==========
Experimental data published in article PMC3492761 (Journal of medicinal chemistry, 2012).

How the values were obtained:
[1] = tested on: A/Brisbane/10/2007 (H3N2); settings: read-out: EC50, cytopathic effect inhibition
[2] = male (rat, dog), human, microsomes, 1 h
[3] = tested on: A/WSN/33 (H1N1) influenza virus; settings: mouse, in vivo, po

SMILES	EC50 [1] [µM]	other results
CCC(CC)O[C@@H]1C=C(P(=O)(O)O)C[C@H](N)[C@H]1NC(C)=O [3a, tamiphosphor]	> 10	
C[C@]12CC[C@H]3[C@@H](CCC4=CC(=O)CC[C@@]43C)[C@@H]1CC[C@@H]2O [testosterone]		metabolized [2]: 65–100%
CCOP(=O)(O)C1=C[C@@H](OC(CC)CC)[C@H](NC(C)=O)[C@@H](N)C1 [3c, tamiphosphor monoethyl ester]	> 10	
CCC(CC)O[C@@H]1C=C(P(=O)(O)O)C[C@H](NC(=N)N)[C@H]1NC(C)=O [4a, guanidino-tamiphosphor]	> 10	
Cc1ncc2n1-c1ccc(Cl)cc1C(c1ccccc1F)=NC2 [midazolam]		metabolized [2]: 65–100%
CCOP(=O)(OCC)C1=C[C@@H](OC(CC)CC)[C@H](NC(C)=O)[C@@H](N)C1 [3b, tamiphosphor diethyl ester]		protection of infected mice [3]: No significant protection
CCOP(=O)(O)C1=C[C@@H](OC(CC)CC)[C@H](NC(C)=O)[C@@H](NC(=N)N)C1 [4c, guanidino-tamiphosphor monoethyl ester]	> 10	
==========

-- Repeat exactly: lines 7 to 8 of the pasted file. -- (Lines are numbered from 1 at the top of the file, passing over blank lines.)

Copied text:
CCC(CC)O[C@@H]1C=C(P(=O)(O)O)C[C@H](N)[C@H]1NC(C)=O [3a, tamiphosphor]	> 10	
C[C@]12CC[C@H]3[C@@H](CCC4=CC(=O)CC[C@@]43C)[C@@H]1CC[C@@H]2O [testosterone]		metabolized [2]: 65–100%